Once my mom and I reconnected, I was a new person.  Calm, and unfettered by her choices.  I realized that I did love her, regardless of her decisions. And I realized there is a different between unconditional love and being unwilling to allow someone to poison you with their choices.  I could love her AND set boundaries! The next few years were not perfect.  She tested my boundaries, but I was able to stay strong without the emotions had used to come with her drinking.  She stopped drinking…and then not…and then back and forth a few times more.  Today, she is about 8 months sober, and committed to AA for the first time in her life.  She frequently thanks me for believing in her and told me the other day that she’s so proud that her grandsons will never see her drunk.  She has a sponsor and leaves her AA book lying around the house for any person to see.  She’s no longer ashamed and we don’t talk about it in hushed tones anymore.  I truly believe that is the difference – she realizes that she’s not a bad person just because she used to drink.

Our relationship has come a long way in these past few months. She has never come out and apologized, but that’s okay, I don’t need it.  Has she had her last drink?  I’d like to hope so, but who knows.  She’s in a forever battle of alcoholism. But one thing I know for sure is that I’m okay either way. I realize now that I don’t need to believe in her…she just needs to believe in herself.

Posted by Stefanie Wilder Taylor on September 27, 2012 10:25 pmDon't Get Drunk Friday3 comments  

Don’t Get Drunk Friday: Karen’s Story

I haven’t been so great about putting these up every week. Sorry about that. If you have a story and you’d like me to post it, please contact me! Karen talks about the Booze Free Brigade board and you can find that here.

Now here’s Karen:

It isn’t my first “day one.” But I hope it is my last. I have reason to believe that it will be. I made it a week without drinking recently. I wanted to be sober, but I hadn’t completely given in. I left room for doubt, and all too soon I was back to the booze. I wanted to quit again very soon after I started the drinking back up. I knew that my drinking days were numbered. But I didn’t think I could face our two trips this summer sober, so I thought I would wait. I didn’t want to quit and be painfully dry for a couple of weeks between trips, so I thought it would be better to just keep drinking. And then last night I couldn’t get drunk. Not for lack of trying, mind you! It just eluded me. I must have been physically inebriated, because I had that numb sensation in my face that makes you feel like you’re wearing a warm mask, but I couldn’t get the precise feeling I wanted, that liquidity of my entire being that I once loved so very very much and had come to need. I really wanted to disappear into the booze last night, but it was like a mirage in the desert that kept receding. I only gave up because I didn’t want my husband to notice too much of the liquor gone and suggest that I cut back or take a break. I didn’t think I was done yet.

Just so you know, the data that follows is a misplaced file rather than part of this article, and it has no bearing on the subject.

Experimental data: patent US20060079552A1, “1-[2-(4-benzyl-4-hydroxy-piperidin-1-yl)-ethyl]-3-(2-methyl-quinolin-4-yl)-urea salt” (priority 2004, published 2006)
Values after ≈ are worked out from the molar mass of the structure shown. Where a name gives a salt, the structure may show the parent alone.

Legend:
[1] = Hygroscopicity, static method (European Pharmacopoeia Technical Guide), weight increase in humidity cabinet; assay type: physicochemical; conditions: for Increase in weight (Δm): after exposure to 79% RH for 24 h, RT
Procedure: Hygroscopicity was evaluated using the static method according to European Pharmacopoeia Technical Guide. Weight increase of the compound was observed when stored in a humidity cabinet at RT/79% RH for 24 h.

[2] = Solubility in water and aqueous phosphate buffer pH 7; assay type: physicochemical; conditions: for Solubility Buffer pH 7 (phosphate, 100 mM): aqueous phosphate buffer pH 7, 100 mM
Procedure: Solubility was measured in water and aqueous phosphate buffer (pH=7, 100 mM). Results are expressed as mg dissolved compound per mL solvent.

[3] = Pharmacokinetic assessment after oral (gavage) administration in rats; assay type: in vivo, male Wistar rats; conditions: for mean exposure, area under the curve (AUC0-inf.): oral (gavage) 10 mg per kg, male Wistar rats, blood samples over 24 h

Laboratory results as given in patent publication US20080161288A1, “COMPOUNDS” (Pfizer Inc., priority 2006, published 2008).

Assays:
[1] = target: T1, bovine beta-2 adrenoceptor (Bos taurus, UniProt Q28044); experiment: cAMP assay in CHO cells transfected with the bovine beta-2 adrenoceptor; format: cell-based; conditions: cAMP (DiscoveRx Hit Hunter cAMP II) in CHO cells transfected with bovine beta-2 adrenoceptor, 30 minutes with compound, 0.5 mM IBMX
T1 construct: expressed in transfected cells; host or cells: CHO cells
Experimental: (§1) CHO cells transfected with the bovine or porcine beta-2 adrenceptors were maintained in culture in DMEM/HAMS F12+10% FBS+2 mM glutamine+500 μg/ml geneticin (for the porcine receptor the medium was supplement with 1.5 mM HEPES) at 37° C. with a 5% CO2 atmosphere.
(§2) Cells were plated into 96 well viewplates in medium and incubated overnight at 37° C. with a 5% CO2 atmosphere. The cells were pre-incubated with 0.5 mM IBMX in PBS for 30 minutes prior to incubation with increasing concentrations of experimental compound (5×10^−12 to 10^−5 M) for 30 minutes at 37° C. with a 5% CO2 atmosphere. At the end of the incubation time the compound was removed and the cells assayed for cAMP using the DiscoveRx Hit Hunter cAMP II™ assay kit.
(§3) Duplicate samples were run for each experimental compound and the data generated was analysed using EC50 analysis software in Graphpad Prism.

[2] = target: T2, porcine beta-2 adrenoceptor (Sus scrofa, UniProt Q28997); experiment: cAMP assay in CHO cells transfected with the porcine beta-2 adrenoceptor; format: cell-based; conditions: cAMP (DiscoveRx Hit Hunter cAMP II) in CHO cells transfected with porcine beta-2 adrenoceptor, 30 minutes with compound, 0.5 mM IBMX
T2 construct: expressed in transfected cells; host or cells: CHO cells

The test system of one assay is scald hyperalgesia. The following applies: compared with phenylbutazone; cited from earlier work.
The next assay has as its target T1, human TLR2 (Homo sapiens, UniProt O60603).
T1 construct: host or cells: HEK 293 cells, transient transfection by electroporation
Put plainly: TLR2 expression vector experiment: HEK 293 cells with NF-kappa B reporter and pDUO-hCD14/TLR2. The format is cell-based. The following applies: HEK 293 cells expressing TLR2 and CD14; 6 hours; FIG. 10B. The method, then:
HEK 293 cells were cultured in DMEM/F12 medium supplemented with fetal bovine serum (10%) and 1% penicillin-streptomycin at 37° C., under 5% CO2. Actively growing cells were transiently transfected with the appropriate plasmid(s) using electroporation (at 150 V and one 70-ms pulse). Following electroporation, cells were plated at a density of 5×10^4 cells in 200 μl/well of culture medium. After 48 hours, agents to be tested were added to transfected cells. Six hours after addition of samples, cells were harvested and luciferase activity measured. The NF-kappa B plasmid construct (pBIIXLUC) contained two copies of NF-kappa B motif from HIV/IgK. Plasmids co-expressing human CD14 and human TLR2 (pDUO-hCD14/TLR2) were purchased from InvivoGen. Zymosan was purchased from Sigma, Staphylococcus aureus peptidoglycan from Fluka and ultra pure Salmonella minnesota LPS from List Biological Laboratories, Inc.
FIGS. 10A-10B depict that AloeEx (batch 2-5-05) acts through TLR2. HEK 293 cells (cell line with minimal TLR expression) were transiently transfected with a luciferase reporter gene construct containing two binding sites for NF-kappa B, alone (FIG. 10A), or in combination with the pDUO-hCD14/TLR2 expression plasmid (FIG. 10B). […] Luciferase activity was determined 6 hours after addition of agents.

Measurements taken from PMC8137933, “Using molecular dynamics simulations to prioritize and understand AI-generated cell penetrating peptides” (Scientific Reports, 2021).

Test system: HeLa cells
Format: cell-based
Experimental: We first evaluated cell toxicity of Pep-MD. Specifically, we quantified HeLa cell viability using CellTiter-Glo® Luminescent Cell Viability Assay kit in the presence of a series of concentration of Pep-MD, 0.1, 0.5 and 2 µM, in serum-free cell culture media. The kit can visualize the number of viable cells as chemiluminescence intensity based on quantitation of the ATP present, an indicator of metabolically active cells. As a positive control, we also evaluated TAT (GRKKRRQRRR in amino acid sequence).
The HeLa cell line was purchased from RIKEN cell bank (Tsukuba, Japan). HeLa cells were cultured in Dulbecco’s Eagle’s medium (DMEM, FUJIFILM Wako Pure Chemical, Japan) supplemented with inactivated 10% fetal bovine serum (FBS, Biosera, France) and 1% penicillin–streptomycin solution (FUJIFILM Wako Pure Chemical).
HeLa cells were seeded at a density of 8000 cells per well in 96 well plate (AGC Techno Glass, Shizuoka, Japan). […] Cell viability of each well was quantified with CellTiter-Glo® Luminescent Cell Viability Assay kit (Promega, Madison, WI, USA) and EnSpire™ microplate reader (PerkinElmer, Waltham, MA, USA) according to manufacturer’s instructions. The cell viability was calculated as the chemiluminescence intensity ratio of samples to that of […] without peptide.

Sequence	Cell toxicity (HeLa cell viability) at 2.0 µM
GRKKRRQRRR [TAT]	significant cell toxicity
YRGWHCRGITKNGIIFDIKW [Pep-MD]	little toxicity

I woke up at dawn with a stomach ache, feeling shaky and sick. I tried to go back to sleep but couldn’t. And in the bathroom with the first rays of light coming through the window, I came to the point of total surrender. I had come close to it before, had even partially surrendered, like testing it out. But I had left a tiny possibility open that maybe I didn’t have to quit forever, that maybe I was addicted but not alcoholic, and could break the addiction and be able to drink like a “normal” person. And that tiny crack widened day by day, until it was a wide open hole that I leapt out of when I drank again. But this morning I let go, and gave in completely. I thought about the first step, and as I turned the words over in my mind, I felt their truth. There is no doubt that I feel powerless over alcohol. I have demonstrated it to myself over and over again. And oh yes, my life has become unmanageable for me. From the outside it might not look it, maybe not yet, but for me, it is. And it had been getting worse.